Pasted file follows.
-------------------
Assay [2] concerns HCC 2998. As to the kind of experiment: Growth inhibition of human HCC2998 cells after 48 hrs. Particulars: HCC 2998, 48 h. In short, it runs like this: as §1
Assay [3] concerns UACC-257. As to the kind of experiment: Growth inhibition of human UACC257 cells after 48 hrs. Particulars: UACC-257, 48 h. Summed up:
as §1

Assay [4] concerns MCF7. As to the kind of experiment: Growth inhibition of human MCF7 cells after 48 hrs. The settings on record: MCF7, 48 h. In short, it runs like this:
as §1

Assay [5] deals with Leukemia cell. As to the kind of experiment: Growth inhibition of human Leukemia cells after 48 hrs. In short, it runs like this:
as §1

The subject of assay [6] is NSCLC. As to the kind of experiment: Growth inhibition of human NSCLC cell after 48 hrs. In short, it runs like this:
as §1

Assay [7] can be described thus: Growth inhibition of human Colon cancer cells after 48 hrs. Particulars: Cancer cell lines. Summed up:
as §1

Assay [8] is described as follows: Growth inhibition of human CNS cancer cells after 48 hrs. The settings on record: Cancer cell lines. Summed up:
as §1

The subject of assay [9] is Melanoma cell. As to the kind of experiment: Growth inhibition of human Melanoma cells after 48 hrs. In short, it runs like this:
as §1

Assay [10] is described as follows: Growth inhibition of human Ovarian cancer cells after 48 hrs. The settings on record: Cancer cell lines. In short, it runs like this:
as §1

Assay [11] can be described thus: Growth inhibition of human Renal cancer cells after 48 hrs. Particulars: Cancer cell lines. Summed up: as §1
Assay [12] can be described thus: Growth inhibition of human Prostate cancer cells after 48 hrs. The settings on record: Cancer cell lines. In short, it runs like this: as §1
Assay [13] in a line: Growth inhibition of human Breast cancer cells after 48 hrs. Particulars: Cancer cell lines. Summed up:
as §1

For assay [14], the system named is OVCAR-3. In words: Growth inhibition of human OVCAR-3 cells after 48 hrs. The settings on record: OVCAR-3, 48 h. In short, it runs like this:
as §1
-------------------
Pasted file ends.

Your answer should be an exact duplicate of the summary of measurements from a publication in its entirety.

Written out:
Assay [2] concerns HCC 2998. As to the kind of experiment: Growth inhibition of human HCC2998 cells after 48 hrs. Particulars: HCC 2998, 48 h. In short, it runs like this: as §1
Assay [3] concerns UACC-257. As to the kind of experiment: Growth inhibition of human UACC257 cells after 48 hrs. Particulars: UACC-257, 48 h. Summed up:
as §1

Assay [4] concerns MCF7. As to the kind of experiment: Growth inhibition of human MCF7 cells after 48 hrs. The settings on record: MCF7, 48 h. In short, it runs like this:
as §1

Assay [5] deals with Leukemia cell. As to the kind of experiment: Growth inhibition of human Leukemia cells after 48 hrs. In short, it runs like this:
as §1

The subject of assay [6] is NSCLC. As to the kind of experiment: Growth inhibition of human NSCLC cell after 48 hrs. In short, it runs like this:
as §1

Assay [7] can be described thus: Growth inhibition of human Colon cancer cells after 48 hrs. Particulars: Cancer cell lines. Summed up:
as §1

Assay [8] is described as follows: Growth inhibition of human CNS cancer cells after 48 hrs. The settings on record: Cancer cell lines. Summed up:
as §1

The subject of assay [9] is Melanoma cell. As to the kind of experiment: Growth inhibition of human Melanoma cells after 48 hrs. In short, it runs like this:
as §1

Assay [10] is described as follows: Growth inhibition of human Ovarian cancer cells after 48 hrs. The settings on record: Cancer cell lines. In short, it runs like this:
as §1

Assay [11] can be described thus: Growth inhibition of human Renal cancer cells after 48 hrs. Particulars: Cancer cell lines. Summed up: as §1
Assay [12] can be described thus: Growth inhibition of human Prostate cancer cells after 48 hrs. The settings on record: Cancer cell lines. In short, it runs like this: as §1
Assay [13] in a line: Growth inhibition of human Breast cancer cells after 48 hrs. Particulars: Cancer cell lines. Summed up:
as §1

For assay [14], the system named is OVCAR-3. In words: Growth inhibition of human OVCAR-3 cells after 48 hrs. The settings on record: OVCAR-3, 48 h. In short, it runs like this:
as §1